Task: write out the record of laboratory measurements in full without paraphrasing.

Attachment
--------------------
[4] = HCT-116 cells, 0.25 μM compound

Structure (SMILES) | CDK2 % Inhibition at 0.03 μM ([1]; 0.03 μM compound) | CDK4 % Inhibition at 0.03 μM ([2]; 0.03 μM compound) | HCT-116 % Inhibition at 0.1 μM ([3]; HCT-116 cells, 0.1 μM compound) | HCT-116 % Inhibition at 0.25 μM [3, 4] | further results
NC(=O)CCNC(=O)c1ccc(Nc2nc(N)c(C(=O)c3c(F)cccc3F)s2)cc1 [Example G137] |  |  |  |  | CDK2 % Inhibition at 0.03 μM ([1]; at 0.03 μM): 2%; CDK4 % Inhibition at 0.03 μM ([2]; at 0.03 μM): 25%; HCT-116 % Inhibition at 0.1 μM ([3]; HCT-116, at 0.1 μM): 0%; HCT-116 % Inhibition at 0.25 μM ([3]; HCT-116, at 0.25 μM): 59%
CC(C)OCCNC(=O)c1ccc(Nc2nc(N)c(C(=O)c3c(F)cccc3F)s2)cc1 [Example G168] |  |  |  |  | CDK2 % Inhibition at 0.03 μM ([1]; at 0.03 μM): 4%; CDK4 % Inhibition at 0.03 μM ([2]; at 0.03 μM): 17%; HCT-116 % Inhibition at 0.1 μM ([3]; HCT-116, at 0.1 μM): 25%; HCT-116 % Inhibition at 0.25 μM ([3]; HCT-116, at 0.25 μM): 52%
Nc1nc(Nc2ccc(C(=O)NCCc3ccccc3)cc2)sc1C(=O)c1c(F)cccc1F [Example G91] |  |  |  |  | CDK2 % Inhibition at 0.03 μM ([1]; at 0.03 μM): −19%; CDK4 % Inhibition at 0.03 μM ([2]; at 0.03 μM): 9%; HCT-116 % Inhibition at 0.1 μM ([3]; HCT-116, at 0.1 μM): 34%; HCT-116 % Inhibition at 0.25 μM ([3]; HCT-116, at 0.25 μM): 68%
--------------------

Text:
[4] = HCT-116 cells, 0.25 μM compound

Structure (SMILES) | CDK2 % Inhibition at 0.03 μM ([1]; 0.03 μM compound) | CDK4 % Inhibition at 0.03 μM ([2]; 0.03 μM compound) | HCT-116 % Inhibition at 0.1 μM ([3]; HCT-116 cells, 0.1 μM compound) | HCT-116 % Inhibition at 0.25 μM [3, 4] | further results
NC(=O)CCNC(=O)c1ccc(Nc2nc(N)c(C(=O)c3c(F)cccc3F)s2)cc1 [Example G137] |  |  |  |  | CDK2 % Inhibition at 0.03 μM ([1]; at 0.03 μM): 2%; CDK4 % Inhibition at 0.03 μM ([2]; at 0.03 μM): 25%; HCT-116 % Inhibition at 0.1 μM ([3]; HCT-116, at 0.1 μM): 0%; HCT-116 % Inhibition at 0.25 μM ([3]; HCT-116, at 0.25 μM): 59%
CC(C)OCCNC(=O)c1ccc(Nc2nc(N)c(C(=O)c3c(F)cccc3F)s2)cc1 [Example G168] |  |  |  |  | CDK2 % Inhibition at 0.03 μM ([1]; at 0.03 μM): 4%; CDK4 % Inhibition at 0.03 μM ([2]; at 0.03 μM): 17%; HCT-116 % Inhibition at 0.1 μM ([3]; HCT-116, at 0.1 μM): 25%; HCT-116 % Inhibition at 0.25 μM ([3]; HCT-116, at 0.25 μM): 52%
Nc1nc(Nc2ccc(C(=O)NCCc3ccccc3)cc2)sc1C(=O)c1c(F)cccc1F [Example G91] |  |  |  |  | CDK2 % Inhibition at 0.03 μM ([1]; at 0.03 μM): −19%; CDK4 % Inhibition at 0.03 μM ([2]; at 0.03 μM): 9%; HCT-116 % Inhibition at 0.1 μM ([3]; HCT-116, at 0.1 μM): 34%; HCT-116 % Inhibition at 0.25 μM ([3]; HCT-116, at 0.25 μM): 68%